Music therapists have long known that entering the brain through the auditory system is a key to obtaining automatic brain attendance and response. Music's ability to stimulate the limbic system's release of emotions and moods is well documented. Until recently, music therapy goals for the autistic population were primarily concerned with encouraging [connectedness], communication, socialization, and emotional and psychological improvement. But are these goals enough to instigate permanent changes in behavior that can be generalized into other situations?
Music's potential impact on a wider range of physiologic problems is often overlooked or considered a by-product. In fact, physiologic changes resulting from music interventions can be a major factor in bringing about a feeling of well-being. The apparent inability of the autistic brain properly to encode, decode, integrate and coordinate simultaneously a plethora of sensory information appears to be at least one major cause for erratic behaviors and ill-adaptive responses. The interactive sensory systems include tactile, vestibular, proprioceptive, visual and auditory information processing. It is an area in which music interventions can have major impact in perpetuating functional adaptation.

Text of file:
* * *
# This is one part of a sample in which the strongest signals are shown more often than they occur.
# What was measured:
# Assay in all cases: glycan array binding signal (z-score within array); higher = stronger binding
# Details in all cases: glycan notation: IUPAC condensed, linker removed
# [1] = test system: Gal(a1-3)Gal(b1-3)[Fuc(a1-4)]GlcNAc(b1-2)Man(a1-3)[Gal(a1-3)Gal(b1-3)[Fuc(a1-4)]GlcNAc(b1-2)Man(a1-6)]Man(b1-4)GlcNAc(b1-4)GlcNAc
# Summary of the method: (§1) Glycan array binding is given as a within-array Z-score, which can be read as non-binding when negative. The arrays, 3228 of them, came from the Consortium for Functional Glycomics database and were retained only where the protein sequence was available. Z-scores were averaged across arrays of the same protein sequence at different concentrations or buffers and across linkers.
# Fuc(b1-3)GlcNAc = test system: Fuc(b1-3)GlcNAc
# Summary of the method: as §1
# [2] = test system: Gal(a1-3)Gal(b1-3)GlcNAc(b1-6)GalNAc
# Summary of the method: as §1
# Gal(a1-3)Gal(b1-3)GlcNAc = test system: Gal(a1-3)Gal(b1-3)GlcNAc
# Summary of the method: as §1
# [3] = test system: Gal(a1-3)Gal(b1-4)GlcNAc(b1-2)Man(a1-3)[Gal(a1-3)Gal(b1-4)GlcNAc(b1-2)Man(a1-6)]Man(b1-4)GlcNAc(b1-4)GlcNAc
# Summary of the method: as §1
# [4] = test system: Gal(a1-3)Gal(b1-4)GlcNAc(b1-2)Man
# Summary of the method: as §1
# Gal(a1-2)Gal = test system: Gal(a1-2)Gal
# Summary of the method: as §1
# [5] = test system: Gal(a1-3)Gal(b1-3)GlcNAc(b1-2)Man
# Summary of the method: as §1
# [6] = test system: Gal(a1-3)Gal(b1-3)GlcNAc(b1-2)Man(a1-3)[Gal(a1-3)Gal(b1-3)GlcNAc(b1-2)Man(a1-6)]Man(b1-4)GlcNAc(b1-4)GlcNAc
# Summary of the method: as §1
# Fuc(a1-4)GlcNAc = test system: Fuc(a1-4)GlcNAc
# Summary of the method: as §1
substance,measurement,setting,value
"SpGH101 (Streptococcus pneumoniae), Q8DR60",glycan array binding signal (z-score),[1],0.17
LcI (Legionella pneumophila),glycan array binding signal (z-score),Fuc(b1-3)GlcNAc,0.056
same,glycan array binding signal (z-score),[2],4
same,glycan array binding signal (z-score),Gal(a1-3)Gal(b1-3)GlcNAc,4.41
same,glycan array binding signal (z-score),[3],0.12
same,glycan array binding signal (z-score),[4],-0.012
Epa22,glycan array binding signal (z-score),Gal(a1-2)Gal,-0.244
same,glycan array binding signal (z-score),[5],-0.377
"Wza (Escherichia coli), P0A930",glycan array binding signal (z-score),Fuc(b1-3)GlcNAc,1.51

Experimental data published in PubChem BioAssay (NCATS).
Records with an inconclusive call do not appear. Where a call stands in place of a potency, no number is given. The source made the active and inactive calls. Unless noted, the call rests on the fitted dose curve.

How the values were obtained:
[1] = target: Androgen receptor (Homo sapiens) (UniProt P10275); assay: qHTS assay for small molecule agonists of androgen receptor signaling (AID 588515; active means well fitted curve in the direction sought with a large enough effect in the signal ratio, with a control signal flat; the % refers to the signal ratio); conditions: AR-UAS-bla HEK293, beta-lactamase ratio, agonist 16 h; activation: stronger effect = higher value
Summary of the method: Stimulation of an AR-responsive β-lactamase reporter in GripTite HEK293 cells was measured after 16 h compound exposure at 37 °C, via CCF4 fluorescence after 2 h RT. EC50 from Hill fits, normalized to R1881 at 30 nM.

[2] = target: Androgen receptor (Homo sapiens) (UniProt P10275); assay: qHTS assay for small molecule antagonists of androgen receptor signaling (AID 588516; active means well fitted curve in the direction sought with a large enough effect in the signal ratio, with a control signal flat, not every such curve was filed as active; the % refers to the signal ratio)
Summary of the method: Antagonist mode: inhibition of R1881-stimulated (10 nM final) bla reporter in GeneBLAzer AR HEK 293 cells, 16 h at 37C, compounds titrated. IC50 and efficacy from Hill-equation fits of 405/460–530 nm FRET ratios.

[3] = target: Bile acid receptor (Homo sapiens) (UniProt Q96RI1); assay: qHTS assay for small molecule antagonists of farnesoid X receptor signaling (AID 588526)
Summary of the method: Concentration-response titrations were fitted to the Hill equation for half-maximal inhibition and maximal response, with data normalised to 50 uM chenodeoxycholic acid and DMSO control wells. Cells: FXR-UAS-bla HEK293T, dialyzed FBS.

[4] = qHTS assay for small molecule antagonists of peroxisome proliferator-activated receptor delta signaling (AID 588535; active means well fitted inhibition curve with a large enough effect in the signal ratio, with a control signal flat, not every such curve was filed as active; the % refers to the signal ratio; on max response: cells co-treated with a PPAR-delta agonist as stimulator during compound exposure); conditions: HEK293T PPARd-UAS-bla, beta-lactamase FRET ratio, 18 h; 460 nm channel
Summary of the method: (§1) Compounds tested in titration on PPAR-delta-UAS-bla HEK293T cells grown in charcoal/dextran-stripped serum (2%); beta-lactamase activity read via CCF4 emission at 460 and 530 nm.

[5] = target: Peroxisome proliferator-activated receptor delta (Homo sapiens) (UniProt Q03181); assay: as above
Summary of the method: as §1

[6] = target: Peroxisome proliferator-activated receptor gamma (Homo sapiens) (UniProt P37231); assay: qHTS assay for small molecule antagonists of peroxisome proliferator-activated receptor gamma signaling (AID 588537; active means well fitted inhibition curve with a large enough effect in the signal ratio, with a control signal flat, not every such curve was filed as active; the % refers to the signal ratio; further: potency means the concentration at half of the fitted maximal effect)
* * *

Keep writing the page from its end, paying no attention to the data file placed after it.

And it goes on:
In observing autistic and other alternative behavioral responses to given situations, it is essential to ask why the observed behaviors exist in the first place. What is happening with the [atypical] system of behavioral responses that music interventions can impact? How can a process as abstract as music order the senses to integrate and induce cenesthesia – a sense of sensory balance and physical well-being?
This book is designed for music therapists, parents, teachers and health clinicians – those who are raising, teaching and working with populations functioning in alternative ways to those that are generally considered to be [normal]. Although there may be reference throughout to [dysfunctional]